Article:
Home > Mammy Walsh's A-Z of the Walsh Family (Walsh Family #6)(11)

Mammy Walsh's A-Z of the Walsh Family (Walsh Family #6)(11)
Marian Keyes

Mammy, of course, would be in convulsions. She had a great sense of humour. ‘Don’t let on you’re ascared.’ She’d be thumping the ground with her stick from laughing so much. ‘They can smell the fear, they can smell the fear.’

Not everyone saw the good in Mammy the way I did. After my father died, Mr Walsh said – mind you he had a few drinks on him – that Daddy had probably committed suicide by persuading his heart to stop. (The laugh is, his own mother, Granny Walsh, was an absolute demon. She’d growl at you if you tried to take her perfume away. And the only reason she’d be holding onto the perfume with a death-grip was because she’d drunk everything else in the parish.)

When my mammy, Granny Maguire, used to come on her holidays to us, she’d use her stick to bang on her bedroom floor for attention, looking for help to ‘go’ to the bathroom, as it were. Downstairs in the kitchen we’d be drawing straws. Just a little ‘game’ we had. Especially if she hadn’t done a number two in a while. Oh, she was a character! She certainly livened things up. You’d miss her now that she’s gone.

M is also for Mickriarch. It means an Irish matriarch. Obviously, I am a matriarch. Obviously, I am Irish and Irish people are often called ‘Micks’. When they are not being called ‘Paddies’. I have a ‘niggling’ suspicion that being called a Mick is not exactly respectful. I’m not sure I should be glad to be called a Mickriarch. The ‘jury’ is still ‘out’.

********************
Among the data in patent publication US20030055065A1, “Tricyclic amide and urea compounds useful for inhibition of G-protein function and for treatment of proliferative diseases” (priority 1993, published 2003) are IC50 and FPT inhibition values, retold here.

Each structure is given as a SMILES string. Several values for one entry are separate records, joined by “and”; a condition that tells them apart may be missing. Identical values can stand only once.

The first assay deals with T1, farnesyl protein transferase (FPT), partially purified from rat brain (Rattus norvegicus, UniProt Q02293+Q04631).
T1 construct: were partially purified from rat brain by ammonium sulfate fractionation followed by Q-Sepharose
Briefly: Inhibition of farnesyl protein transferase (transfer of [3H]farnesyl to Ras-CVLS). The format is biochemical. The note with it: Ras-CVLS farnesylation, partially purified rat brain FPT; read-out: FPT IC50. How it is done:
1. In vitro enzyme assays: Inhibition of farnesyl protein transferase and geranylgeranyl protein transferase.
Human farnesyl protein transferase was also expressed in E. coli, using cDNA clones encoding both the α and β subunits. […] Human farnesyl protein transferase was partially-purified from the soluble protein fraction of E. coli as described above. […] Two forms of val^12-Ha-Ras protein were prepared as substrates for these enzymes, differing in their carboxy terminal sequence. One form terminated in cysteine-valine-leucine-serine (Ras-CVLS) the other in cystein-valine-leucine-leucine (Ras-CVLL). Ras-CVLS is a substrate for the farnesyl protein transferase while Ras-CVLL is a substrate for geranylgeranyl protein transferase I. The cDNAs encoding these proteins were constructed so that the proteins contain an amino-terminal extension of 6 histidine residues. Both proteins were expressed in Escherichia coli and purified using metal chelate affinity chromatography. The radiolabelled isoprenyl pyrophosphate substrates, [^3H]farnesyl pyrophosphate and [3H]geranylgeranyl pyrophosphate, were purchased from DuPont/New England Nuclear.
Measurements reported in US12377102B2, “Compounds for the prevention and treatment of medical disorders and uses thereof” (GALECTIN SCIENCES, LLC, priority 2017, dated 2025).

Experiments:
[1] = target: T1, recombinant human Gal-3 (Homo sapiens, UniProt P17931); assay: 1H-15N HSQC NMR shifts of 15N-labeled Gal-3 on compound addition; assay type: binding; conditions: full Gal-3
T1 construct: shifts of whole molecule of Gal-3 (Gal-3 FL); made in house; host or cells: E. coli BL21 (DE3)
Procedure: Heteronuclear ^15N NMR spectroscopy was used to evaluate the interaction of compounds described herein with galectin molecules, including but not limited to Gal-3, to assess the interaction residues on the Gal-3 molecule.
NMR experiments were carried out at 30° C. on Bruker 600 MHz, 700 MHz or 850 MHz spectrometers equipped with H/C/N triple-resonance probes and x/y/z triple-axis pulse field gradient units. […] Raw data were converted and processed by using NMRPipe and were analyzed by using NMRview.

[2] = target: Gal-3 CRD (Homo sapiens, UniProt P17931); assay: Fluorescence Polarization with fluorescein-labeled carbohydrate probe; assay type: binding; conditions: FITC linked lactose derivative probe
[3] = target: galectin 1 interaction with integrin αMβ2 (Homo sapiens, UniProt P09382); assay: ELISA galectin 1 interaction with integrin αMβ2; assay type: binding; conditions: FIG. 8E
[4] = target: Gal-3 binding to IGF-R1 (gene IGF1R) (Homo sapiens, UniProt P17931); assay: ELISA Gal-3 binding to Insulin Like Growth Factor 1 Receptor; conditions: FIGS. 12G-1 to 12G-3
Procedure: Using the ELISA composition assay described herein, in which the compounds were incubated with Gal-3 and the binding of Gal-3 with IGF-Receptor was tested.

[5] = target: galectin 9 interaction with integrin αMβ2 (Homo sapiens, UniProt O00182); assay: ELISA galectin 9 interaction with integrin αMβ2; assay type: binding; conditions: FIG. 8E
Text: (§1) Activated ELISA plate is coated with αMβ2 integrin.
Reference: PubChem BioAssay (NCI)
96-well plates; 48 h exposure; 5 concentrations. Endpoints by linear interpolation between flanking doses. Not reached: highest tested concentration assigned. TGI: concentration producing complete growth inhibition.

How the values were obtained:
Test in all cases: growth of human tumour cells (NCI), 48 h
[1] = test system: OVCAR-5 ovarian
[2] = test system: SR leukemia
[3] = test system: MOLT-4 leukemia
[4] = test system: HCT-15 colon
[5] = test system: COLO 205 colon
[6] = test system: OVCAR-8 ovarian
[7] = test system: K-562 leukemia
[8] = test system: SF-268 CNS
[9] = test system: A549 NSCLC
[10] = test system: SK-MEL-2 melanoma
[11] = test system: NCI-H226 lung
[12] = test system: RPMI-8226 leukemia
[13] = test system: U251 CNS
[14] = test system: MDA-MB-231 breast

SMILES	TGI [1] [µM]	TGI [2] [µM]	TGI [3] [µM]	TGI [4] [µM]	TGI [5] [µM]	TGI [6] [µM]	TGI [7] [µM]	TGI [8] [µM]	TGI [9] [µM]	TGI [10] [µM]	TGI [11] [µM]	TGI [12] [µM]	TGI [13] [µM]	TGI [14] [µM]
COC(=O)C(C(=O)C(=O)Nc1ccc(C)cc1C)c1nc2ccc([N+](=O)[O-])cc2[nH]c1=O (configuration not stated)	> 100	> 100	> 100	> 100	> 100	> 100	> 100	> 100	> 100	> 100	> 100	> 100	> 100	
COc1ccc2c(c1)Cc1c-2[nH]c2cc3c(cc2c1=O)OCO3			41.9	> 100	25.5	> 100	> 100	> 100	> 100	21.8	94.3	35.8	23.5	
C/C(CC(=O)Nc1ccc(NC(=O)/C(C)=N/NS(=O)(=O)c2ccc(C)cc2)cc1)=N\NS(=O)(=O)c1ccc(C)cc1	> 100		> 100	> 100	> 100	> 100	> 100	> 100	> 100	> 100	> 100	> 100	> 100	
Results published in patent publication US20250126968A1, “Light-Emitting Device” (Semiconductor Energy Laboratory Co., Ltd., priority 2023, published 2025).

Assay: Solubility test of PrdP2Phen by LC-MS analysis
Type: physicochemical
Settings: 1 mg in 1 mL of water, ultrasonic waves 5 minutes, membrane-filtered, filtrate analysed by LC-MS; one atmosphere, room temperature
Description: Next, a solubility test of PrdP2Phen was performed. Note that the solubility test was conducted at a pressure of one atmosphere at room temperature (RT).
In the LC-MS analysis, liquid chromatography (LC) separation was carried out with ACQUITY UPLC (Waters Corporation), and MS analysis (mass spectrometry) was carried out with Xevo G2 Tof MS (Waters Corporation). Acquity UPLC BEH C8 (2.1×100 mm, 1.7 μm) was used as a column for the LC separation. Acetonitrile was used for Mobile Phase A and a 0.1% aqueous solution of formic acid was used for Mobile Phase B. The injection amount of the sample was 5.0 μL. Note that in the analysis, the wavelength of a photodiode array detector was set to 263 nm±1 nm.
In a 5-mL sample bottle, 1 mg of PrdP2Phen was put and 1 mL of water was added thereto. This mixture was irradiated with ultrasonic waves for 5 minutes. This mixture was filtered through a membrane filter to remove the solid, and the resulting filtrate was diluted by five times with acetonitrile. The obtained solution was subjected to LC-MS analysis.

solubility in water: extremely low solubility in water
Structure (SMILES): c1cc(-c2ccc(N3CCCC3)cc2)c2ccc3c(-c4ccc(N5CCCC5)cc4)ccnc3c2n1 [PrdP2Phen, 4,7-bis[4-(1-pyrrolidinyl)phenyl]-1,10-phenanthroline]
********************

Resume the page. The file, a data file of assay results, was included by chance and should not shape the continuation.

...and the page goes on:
N is for … Well, do you know something? This will give you a laugh. I can’t think of a single word that begins with N that is relevant to my life! I’m racking my brains here. N is for nappies, of course, but I’ll tell you something: my nappy-changing days are over. I did too many for too long and I’m not doing any more. If my daughters want to have babies, that’s their business and good luck to them and I will ‘mind’ the child if they want to go on a ‘date night’ with their ‘partner’. But I’m not changing any more nappies. I’m sick of it.

O is for Outspan Head. Outspan is a brand of orange. I don’t know if they’re still on the go, but it’s a brand name for orange, just to ‘put’ you in the ‘picture’.

The thing is, I like to look after myself, beauty-wise. And that time when Margaret shocked us all by leaving her husband and losing her job and running off to stay with her friend Emily in Los Angeles, I decided I’d visit her. Just to see that she was all right. I mean she was behaving badly out of character and I was worried about her – she’d been through a lot – and also … I have to admit … I’ve always wanted to see the Hollywood sign and drive along Sunset Boulevard in a silver car with the roof down and, at traffic lights, lower my sunglasses and make eye contact with the man in the car in the next lane … Anyway!

Yes, as a concerned mother I decided to go and visit Margaret. But I can go nowhere or do nothing without my ‘entourage’. Will they be as quick to jump in beside me in my coffin when I die, I often ask them.

Mr Walsh is fine, he is no trouble. But Helen – of course – decided she wanted to come. And Anna, who had just begun her transition from useless, badly dressed layabout to a valued member of society, wanted to come too. So, with a heavy heart, I booked four flights.